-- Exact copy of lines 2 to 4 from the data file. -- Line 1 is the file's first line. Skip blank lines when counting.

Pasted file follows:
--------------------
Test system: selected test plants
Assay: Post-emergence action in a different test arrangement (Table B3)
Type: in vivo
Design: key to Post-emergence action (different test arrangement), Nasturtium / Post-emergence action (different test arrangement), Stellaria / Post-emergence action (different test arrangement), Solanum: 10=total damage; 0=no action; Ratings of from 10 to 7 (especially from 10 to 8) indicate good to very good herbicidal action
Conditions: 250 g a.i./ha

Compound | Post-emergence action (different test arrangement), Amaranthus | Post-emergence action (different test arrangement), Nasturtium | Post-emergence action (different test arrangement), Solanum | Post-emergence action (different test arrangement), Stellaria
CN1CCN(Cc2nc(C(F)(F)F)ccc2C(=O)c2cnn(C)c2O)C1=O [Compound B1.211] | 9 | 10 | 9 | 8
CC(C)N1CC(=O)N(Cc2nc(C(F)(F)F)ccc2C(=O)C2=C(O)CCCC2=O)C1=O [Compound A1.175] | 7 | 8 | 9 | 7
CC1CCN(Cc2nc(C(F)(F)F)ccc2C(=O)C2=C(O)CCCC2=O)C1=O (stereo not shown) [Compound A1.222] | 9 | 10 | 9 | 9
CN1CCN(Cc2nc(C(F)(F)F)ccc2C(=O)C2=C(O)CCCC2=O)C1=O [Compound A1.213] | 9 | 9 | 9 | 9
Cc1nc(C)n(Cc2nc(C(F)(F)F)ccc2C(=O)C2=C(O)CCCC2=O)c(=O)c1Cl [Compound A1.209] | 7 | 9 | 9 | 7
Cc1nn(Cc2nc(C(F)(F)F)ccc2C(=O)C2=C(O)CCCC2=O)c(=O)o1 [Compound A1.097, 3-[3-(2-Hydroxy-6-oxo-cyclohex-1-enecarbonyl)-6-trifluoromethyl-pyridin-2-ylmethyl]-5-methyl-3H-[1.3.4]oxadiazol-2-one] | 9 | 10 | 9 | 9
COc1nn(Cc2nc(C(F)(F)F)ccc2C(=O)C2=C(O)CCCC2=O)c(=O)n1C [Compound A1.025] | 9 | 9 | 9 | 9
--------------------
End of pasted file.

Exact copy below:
Assay: Post-emergence action in a different test arrangement (Table B3)
Type: in vivo
Design: key to Post-emergence action (different test arrangement), Nasturtium / Post-emergence action (different test arrangement), Stellaria / Post-emergence action (different test arrangement), Solanum: 10=total damage; 0=no action; Ratings of from 10 to 7 (especially from 10 to 8) indicate good to very good herbicidal action